It doesn’t take the test of a magic eight ball to answer this question. All signs point to yes. We’re observing a late season based on the cool and wet conditions this past spring, but we still have about two months of hot and dry conditions. Southeast Oregon already has seen a major wildfire. At the end of June, the Willow Creek Fire burned more than 42,000 acres near Vale.

What a difference a year makes. In June 2021, the Pacific Northwest suffered more than a week of brutally hot temperatures and extremely dry conditions. In June 2022, the Pacific Northwest was cool and wet for most of the month. Obviously, precipitation and temperature extremes during the spring play a role in the summer fire season.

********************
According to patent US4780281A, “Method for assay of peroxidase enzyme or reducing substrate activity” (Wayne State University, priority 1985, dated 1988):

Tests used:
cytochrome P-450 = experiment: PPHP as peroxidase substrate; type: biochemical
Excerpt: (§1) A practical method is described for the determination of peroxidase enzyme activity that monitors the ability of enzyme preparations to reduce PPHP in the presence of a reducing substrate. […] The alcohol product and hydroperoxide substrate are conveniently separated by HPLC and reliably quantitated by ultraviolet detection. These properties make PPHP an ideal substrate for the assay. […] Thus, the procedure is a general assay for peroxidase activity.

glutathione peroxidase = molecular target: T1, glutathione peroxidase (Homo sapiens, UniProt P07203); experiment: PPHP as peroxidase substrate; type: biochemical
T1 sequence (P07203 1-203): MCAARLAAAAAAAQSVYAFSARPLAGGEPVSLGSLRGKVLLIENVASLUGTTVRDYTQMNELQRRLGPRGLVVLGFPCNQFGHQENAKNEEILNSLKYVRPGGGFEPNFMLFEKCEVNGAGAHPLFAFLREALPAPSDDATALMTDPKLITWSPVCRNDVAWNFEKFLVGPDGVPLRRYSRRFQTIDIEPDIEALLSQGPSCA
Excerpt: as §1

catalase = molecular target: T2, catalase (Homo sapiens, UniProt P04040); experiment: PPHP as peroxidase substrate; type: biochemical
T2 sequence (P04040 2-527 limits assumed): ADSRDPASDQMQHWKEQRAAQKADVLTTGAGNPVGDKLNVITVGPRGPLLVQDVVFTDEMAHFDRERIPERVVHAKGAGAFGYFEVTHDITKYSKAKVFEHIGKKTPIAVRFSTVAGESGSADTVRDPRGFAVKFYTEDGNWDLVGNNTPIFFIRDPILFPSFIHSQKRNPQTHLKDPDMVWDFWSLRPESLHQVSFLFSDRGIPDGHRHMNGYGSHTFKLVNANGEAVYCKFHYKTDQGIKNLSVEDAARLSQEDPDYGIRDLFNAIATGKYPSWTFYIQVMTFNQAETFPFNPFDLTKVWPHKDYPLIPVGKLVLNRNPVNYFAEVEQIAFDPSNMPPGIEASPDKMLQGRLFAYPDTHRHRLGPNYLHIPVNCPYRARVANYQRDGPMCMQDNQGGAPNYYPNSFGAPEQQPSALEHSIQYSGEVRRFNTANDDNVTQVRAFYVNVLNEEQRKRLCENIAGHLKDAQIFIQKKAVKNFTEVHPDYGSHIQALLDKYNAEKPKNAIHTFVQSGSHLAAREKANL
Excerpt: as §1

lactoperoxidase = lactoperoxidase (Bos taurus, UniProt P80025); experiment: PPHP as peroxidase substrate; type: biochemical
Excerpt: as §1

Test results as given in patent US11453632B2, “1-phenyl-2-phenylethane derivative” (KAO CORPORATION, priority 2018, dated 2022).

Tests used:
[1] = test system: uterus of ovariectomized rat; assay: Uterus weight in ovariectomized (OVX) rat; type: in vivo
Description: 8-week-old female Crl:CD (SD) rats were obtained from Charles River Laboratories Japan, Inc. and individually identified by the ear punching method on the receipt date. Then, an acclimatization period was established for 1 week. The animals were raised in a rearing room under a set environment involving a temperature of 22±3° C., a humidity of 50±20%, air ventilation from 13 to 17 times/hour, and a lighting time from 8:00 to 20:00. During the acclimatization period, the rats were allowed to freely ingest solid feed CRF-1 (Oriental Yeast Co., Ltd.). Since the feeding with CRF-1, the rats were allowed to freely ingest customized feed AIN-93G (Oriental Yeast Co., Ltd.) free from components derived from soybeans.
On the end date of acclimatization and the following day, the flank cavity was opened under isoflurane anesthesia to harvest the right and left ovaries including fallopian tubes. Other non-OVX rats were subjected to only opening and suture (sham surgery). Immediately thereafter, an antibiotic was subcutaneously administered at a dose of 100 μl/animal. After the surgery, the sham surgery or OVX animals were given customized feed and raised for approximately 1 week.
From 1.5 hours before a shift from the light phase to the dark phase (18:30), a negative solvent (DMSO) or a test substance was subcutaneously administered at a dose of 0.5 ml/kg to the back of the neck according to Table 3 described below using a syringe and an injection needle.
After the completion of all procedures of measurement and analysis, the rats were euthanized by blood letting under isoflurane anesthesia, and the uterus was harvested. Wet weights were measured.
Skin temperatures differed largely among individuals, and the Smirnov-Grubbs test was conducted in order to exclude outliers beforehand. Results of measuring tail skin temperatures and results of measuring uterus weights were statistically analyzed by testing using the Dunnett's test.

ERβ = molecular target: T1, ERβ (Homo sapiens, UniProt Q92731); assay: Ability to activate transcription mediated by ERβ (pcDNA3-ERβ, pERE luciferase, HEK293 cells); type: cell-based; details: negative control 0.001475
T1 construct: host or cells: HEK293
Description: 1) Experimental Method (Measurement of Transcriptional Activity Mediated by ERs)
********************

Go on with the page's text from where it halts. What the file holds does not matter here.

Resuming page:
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Mary Wister is a meteorologist and fire weather program manager at the National Weather Service in Pendleton. Wister serves as an incident meteorologist when large wildfires or other natural hazards necessitate an incident management team’s quick response to protect life and property.

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